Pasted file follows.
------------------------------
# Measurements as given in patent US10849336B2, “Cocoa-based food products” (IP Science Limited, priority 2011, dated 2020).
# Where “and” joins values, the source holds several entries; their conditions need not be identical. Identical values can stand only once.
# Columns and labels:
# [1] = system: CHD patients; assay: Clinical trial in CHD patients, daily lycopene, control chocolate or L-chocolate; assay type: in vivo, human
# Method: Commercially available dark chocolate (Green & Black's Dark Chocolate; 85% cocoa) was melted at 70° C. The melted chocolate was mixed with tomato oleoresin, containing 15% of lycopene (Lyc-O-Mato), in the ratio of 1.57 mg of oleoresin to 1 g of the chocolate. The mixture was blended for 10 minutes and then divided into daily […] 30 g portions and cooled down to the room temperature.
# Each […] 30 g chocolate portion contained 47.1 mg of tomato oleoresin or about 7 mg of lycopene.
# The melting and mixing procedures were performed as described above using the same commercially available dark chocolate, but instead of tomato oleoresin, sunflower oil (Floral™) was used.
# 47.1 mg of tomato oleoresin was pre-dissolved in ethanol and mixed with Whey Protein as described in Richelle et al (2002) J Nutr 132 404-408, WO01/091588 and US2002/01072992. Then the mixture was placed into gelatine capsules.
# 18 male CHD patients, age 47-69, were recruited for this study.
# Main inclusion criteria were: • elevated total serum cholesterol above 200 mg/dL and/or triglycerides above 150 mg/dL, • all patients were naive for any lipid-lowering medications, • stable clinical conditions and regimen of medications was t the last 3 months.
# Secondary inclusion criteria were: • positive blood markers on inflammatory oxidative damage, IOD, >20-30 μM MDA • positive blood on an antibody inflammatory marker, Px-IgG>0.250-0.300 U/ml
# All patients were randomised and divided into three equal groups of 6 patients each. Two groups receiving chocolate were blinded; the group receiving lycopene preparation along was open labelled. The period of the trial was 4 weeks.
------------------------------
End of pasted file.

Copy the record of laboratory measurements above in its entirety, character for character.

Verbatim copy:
# Measurements as given in patent US10849336B2, “Cocoa-based food products” (IP Science Limited, priority 2011, dated 2020).
# Where “and” joins values, the source holds several entries; their conditions need not be identical. Identical values can stand only once.
# Columns and labels:
# [1] = system: CHD patients; assay: Clinical trial in CHD patients, daily lycopene, control chocolate or L-chocolate; assay type: in vivo, human
# Method: Commercially available dark chocolate (Green & Black's Dark Chocolate; 85% cocoa) was melted at 70° C. The melted chocolate was mixed with tomato oleoresin, containing 15% of lycopene (Lyc-O-Mato), in the ratio of 1.57 mg of oleoresin to 1 g of the chocolate. The mixture was blended for 10 minutes and then divided into daily […] 30 g portions and cooled down to the room temperature.
# Each […] 30 g chocolate portion contained 47.1 mg of tomato oleoresin or about 7 mg of lycopene.
# The melting and mixing procedures were performed as described above using the same commercially available dark chocolate, but instead of tomato oleoresin, sunflower oil (Floral™) was used.
# 47.1 mg of tomato oleoresin was pre-dissolved in ethanol and mixed with Whey Protein as described in Richelle et al (2002) J Nutr 132 404-408, WO01/091588 and US2002/01072992. Then the mixture was placed into gelatine capsules.
# 18 male CHD patients, age 47-69, were recruited for this study.
# Main inclusion criteria were: • elevated total serum cholesterol above 200 mg/dL and/or triglycerides above 150 mg/dL, • all patients were naive for any lipid-lowering medications, • stable clinical conditions and regimen of medications was t the last 3 months.
# Secondary inclusion criteria were: • positive blood markers on inflammatory oxidative damage, IOD, >20-30 μM MDA • positive blood on an antibody inflammatory marker, Px-IgG>0.250-0.300 U/ml
# All patients were randomised and divided into three equal groups of 6 patients each. Two groups receiving chocolate were blinded; the group receiving lycopene preparation along was open labelled. The period of the trial was 4 weeks.